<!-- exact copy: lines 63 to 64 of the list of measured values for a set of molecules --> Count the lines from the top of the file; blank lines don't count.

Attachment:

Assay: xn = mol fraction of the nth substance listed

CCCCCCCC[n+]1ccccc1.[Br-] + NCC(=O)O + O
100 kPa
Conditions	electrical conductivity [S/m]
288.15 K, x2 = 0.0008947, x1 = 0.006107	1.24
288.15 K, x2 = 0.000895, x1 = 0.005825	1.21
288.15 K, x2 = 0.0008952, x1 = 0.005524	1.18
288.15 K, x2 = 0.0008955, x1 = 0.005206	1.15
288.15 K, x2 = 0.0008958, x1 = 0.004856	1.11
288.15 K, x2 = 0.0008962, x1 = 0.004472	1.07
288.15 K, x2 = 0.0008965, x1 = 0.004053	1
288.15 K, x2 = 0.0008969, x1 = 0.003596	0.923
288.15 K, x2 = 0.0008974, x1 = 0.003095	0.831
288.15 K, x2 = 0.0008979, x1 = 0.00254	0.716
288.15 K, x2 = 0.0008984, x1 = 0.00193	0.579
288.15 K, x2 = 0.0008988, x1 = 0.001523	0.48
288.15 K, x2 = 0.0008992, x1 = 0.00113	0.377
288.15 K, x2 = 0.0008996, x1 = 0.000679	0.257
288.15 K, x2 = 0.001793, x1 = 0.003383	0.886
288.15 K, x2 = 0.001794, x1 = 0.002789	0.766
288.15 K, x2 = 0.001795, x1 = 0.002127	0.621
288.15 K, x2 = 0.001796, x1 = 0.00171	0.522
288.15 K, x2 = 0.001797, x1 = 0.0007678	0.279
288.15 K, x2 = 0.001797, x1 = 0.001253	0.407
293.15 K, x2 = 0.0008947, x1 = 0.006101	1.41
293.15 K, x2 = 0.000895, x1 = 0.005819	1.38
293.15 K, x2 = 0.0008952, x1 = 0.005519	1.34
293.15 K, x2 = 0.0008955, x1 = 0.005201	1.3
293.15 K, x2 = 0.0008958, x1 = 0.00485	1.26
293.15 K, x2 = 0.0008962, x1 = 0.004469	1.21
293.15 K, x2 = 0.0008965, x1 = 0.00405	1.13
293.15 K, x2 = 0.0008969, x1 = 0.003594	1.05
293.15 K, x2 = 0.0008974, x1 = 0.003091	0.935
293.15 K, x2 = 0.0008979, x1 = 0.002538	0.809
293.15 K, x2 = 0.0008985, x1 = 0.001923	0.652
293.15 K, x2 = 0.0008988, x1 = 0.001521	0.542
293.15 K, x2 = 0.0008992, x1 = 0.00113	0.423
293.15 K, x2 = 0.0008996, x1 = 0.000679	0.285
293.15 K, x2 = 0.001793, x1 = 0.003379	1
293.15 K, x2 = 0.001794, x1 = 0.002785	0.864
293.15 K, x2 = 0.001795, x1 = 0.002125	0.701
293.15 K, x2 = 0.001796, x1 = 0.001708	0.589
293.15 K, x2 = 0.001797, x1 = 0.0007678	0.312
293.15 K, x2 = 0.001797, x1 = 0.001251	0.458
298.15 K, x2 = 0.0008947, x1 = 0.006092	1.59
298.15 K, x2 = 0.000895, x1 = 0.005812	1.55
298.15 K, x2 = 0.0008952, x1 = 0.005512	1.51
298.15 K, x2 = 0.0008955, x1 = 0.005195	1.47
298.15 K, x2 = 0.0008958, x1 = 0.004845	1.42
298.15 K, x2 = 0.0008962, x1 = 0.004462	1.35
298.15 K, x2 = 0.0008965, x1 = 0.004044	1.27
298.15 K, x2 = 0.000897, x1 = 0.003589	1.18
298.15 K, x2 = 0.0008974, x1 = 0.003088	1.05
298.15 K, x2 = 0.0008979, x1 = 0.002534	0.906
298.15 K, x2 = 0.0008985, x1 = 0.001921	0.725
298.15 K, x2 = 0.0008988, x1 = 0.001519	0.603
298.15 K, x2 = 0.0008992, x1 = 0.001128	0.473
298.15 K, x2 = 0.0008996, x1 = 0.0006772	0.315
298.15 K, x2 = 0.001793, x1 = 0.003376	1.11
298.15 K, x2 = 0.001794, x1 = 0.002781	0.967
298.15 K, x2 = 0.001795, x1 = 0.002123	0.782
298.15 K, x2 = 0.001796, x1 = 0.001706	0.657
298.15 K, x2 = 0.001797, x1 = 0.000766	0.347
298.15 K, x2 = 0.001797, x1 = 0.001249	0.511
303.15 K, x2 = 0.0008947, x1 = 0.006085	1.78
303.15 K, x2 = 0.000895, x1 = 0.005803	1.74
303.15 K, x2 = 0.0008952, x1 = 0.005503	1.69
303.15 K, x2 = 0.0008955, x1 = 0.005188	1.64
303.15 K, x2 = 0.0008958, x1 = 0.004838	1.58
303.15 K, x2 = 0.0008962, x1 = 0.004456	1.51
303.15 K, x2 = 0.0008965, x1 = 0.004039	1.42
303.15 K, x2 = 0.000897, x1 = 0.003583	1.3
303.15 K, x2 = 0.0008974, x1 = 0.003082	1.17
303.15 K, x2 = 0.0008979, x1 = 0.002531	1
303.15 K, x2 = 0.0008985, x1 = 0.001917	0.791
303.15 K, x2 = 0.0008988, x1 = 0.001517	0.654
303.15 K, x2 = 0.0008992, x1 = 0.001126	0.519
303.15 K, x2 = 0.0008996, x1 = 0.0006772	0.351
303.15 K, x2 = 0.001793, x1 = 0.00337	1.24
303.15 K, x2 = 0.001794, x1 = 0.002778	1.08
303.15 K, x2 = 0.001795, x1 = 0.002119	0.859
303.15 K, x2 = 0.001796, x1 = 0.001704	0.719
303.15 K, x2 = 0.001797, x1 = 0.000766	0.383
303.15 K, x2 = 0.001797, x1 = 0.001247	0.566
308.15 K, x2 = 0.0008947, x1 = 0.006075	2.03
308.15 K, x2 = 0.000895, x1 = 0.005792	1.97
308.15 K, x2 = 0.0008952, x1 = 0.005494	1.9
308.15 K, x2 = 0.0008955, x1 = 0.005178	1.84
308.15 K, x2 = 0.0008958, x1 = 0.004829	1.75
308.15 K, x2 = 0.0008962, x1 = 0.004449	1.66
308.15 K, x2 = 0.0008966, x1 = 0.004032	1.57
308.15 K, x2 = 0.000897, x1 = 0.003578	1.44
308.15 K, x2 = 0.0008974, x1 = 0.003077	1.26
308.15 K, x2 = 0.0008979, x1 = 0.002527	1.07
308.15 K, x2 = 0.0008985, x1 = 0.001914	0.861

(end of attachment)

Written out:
298.15 K, x2 = 0.001797, x1 = 0.000766	0.347
298.15 K, x2 = 0.001797, x1 = 0.001249	0.511